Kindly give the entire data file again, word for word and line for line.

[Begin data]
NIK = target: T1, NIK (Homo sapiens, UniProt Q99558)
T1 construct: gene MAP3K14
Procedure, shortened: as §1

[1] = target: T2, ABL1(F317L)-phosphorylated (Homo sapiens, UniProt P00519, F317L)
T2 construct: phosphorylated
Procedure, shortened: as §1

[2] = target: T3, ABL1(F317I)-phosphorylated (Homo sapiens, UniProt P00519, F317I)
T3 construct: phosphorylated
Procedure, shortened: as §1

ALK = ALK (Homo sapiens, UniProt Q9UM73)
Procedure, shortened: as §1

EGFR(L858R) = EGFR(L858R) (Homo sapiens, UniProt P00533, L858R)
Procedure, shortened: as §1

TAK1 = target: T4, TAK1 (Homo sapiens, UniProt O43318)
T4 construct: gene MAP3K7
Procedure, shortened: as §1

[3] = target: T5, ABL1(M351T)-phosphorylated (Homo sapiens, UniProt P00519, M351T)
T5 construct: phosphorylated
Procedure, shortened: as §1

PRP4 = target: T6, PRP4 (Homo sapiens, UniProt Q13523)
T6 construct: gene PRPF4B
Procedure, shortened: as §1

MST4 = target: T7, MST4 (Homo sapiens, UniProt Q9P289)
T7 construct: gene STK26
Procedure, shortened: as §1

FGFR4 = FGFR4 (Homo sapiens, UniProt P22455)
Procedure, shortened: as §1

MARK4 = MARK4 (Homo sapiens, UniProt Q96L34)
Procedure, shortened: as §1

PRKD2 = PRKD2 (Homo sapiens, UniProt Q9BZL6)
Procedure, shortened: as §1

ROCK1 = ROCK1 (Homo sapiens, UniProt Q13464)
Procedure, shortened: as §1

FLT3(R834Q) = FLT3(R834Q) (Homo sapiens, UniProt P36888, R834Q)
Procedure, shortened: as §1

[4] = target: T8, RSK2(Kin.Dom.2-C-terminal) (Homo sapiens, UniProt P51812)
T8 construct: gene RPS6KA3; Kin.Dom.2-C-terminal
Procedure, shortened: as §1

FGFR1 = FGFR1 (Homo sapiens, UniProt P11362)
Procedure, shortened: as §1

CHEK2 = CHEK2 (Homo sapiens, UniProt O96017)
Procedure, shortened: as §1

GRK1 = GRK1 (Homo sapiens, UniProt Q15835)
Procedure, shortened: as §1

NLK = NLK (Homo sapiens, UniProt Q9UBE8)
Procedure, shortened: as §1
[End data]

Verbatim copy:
NIK = target: T1, NIK (Homo sapiens, UniProt Q99558)
T1 construct: gene MAP3K14
Procedure, shortened: as §1

[1] = target: T2, ABL1(F317L)-phosphorylated (Homo sapiens, UniProt P00519, F317L)
T2 construct: phosphorylated
Procedure, shortened: as §1

[2] = target: T3, ABL1(F317I)-phosphorylated (Homo sapiens, UniProt P00519, F317I)
T3 construct: phosphorylated
Procedure, shortened: as §1

ALK = ALK (Homo sapiens, UniProt Q9UM73)
Procedure, shortened: as §1

EGFR(L858R) = EGFR(L858R) (Homo sapiens, UniProt P00533, L858R)
Procedure, shortened: as §1

TAK1 = target: T4, TAK1 (Homo sapiens, UniProt O43318)
T4 construct: gene MAP3K7
Procedure, shortened: as §1

[3] = target: T5, ABL1(M351T)-phosphorylated (Homo sapiens, UniProt P00519, M351T)
T5 construct: phosphorylated
Procedure, shortened: as §1

PRP4 = target: T6, PRP4 (Homo sapiens, UniProt Q13523)
T6 construct: gene PRPF4B
Procedure, shortened: as §1

MST4 = target: T7, MST4 (Homo sapiens, UniProt Q9P289)
T7 construct: gene STK26
Procedure, shortened: as §1

FGFR4 = FGFR4 (Homo sapiens, UniProt P22455)
Procedure, shortened: as §1

MARK4 = MARK4 (Homo sapiens, UniProt Q96L34)
Procedure, shortened: as §1

PRKD2 = PRKD2 (Homo sapiens, UniProt Q9BZL6)
Procedure, shortened: as §1

ROCK1 = ROCK1 (Homo sapiens, UniProt Q13464)
Procedure, shortened: as §1

FLT3(R834Q) = FLT3(R834Q) (Homo sapiens, UniProt P36888, R834Q)
Procedure, shortened: as §1

[4] = target: T8, RSK2(Kin.Dom.2-C-terminal) (Homo sapiens, UniProt P51812)
T8 construct: gene RPS6KA3; Kin.Dom.2-C-terminal
Procedure, shortened: as §1

FGFR1 = FGFR1 (Homo sapiens, UniProt P11362)
Procedure, shortened: as §1

CHEK2 = CHEK2 (Homo sapiens, UniProt O96017)
Procedure, shortened: as §1

GRK1 = GRK1 (Homo sapiens, UniProt Q15835)
Procedure, shortened: as §1

NLK = NLK (Homo sapiens, UniProt Q9UBE8)
Procedure, shortened: as §1